Improving Bus Transit Safety Through Rewards and Discipline

Document Type


Publication Date


Subject Area

place - north america, planning - safety/accidents, organisation - management, organisation - workforce planning, mode - bus


Case studies, Discipline, Employees, Interviewing, Literature reviews, Personnel performance, Rewards, State of the practice, Surveys, Transit operating agencies, Transit safety


This synthesis addresses the current practices and experiences of public transit agencies in applying both corrective actions and rewards to recognize, motivate, and reinforce a safety culture within their organizations. The synthesis may be used to aid public transit agencies and other stakeholders in deciding how to proceed in this area. A literature review summarizes reports and documents, addressing the connection between employee safety performance and reward programs, as well as the effectiveness of reward/discipline initiatives in transit organizations. The survey of selected transit agencies yielded an 83% response rate, 25 of 30. Follow-up telephone interviews held across the country included a range of small to large transit agencies, rural and urban, and multimodal systems and addressed such issues as organizational commitment to safety, engagement of the work force, labor partnerships, safety standards and practices, rewards and discipline, and operations and maintenance. Nine case studies offer additional insight on active and innovative practices and related issues on the use of reward and discipline programs to promote and improve bus transit safety. Case study agencies were: Dallas Area Rapid Transit (Texas); Fayetteville Area System of Transit (North Carolina); GO Transit (Ontario, Canada); King County Metro (Seattle, Washington); Minnesota Valley Transit Authority (Twin Cities, Minnesota); River Cities Public Transit (Pierre, South Dakota); SouthWest Transit (Eden Prairie, Minnesota); Utah Transit Authority (Salt Lake City, Utah); and Wind River Transportation Authority (Riverton, Wyoming).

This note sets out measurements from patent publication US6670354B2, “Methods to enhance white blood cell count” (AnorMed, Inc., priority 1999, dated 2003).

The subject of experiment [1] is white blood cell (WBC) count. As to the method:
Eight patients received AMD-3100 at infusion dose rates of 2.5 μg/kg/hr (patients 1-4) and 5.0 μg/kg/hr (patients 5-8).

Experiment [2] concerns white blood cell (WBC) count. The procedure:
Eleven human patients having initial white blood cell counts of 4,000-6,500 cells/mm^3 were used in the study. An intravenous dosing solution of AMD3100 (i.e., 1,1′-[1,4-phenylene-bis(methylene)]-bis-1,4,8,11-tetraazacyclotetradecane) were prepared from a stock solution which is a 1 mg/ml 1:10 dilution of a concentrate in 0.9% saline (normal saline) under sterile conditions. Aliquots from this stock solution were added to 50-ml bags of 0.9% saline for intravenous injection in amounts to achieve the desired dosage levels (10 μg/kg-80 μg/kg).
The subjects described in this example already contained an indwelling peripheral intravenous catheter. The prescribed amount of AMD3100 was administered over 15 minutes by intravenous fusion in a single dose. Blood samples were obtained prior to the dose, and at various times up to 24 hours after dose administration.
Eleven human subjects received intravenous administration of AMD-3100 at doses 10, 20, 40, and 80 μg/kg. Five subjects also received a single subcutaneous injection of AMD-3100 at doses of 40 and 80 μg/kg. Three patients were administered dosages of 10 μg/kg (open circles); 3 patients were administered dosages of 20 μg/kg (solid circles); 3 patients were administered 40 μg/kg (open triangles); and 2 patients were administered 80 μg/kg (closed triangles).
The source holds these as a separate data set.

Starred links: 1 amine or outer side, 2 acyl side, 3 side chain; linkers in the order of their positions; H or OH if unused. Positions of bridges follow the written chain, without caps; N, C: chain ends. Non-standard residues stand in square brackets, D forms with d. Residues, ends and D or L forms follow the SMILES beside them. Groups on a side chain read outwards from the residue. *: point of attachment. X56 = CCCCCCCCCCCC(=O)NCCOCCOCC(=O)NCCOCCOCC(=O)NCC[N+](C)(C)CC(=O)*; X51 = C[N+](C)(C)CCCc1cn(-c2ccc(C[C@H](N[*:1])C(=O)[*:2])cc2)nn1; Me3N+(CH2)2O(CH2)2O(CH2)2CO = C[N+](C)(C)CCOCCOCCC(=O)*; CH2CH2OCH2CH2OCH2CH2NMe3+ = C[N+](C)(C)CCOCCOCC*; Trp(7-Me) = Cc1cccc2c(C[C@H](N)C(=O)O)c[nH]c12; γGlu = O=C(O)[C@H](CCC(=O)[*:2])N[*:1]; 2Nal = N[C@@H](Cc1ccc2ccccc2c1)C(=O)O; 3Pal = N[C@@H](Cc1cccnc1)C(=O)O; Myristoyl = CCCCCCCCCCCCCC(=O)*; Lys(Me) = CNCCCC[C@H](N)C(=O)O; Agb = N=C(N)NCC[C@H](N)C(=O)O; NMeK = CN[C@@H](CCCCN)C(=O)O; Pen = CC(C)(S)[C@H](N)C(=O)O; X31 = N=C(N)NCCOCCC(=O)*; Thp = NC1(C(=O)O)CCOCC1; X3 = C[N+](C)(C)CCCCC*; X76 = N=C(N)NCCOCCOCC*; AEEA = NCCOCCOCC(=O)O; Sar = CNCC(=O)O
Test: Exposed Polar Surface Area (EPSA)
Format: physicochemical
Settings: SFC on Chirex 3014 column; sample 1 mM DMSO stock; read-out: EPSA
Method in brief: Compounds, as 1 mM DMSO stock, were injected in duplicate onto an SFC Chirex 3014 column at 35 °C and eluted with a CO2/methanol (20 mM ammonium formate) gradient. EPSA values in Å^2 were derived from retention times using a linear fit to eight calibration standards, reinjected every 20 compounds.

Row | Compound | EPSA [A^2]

Permission to publish the abstract has been given by Transportation Research Board, Washington, copyright remains with them.